Teen Talk: Adina Samloff
10 months ago Leighest 0
Hi everyone! My name is Adina Samloff and I’m a senior at Bader Hillel High School in Milwaukee, Wisconsin. As you’ve heard about the age old “three second rule” for first impressions, I’m sure you’ve already observed my skirt that covers my knees, my high neckline, and elbow length sleeves. You’re probably assuming I grew up religious. That, my father was the rabbi of the local shul. Or, even that I eat kosher all of the time. The eyes can be deceiving, right? Each one of those statements is false, but only for the time being. I went from not recognizing a single letter of the Hebrew alphabet, to being able to study Torah independently. Let me explain myself because my story may be a little more relatable. But hold tight, you’ll get the jist.
I was born in sunny San Diego to a typical Jewish family with two very nurturing parents and two supportive siblings. My family and I were those casual synagogue-goers. We went when it was convenient for my mom between softball practices and hangouts with my friends to keeping up with the hundred other activities she managed for my siblings and I. Sitting at home was never an option for me. My parents always volunteered to help run programs and signed us up for Sunday school until I was five years old, but I never took it seriously because I was so young.
At that point, our first of many moves was to Richmond, VA for my father’s job. When searching for our new home, the distance to a synagogue was not even considered. So, it was a coincidence that our house was a short 15 minute drive from one. We befriended the Chabad Rabbi’s family, and I ended up hanging out with them a lot. My parents were just glad I was making friends because we were new to the neighborhood. After services on Friday nights, my family was always invited to attend kiddush at their house. My parents found it unconventional to walk during the crisp winters, but I actually enjoyed the conversations that took place on those frosty nights. Even though my family often drove to their house for the meal, I would walk with Rabbi Pereira back to his house and he would tell me funny stories along the way. Looking back, this was a critical moment for me because little did I know, I was committing to a mitzvah every Friday night.
After moving to Charlotte, we relocated to a small town called Vacaville, California. On a chance encounter, which now I call hashgacha prutus or divine intervention, I was looking for matzah on passover, and my family got in touch with Rabbi Chaim and Aidel Zaklos. We Immediately got involved, and I felt the warmth and compassion of the Zaklos family. My passion for Judaism started to crawl out of its shell and they were introducing me to different types of Jewish perspectives on everyday activities. Even their older children, Mussia and Mendel, were teaching me Alef Beis. I became extremely involved in the community – babysitting over holidays, baking challah before Shabbos, and setting up Shabbos dinners. The love and comfort I found at their home was widespread and contagious. It had me coming back for more, and I was practically spending every week at their house. I fell in love with their lifestyle because they made it fun for me. They had me connected on a very practical level to my Judaism and got the ball rolling. However, nine short months later, my family made another move to San Diego, I felt devastated that my learning would come to an end.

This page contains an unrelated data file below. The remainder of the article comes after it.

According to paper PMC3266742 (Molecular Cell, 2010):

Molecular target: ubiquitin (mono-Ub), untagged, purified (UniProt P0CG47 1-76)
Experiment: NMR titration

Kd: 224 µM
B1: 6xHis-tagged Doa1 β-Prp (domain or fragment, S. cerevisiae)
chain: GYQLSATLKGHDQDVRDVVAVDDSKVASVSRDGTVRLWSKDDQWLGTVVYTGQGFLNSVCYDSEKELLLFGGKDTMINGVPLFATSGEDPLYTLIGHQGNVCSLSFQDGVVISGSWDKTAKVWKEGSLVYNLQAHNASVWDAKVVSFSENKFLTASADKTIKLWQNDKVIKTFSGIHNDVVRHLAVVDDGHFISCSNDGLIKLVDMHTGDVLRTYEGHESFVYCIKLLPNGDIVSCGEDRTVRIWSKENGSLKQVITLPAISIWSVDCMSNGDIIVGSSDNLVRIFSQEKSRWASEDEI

After being away for several years and making another move to Nevada and then Georgia, Rabbi Zaklos was telling me during one of our weekly calls about a camp called CTeen Xtreme. If you haven’t heard, it’s a huge road trip along the west coast with Jewish kids. 10 out of 10 would recommend. I was ecstatic to be offered the opportunity. I went on a two-week long religious camp without having a single clue of what to expect. Despite having been hanging out with the Zaklos’, I packed up my hiking shorts, tank tops, and tennis shoes and took a leap on a trip with no familiar faces.
Throughout those inspiring days, I learned how to wake up Jewishly and began to feel a deeper connection. Each Jewish girl I met had something about them that I connected to. There was some type of push and pull within our friendships that was keeping the bond stronger and stronger. I continued to attend my public school despite Rabbi Zaklos convincing me to attend a Jewish school. I kept having flashbacks of my uplifting summer with all of my friends, but did not feel I was ready for the big change. Being around Jewish kids was very rare for me each time we moved because as you now know, my family is not very observant and we ended up moving to a house that was not even close to a synagogue in Southern Georgia. I was deeply saddened, and I told Rabbi Zaklos. He told me about another opportunity to go on CTeen Heritage the summer before my junior year at public school.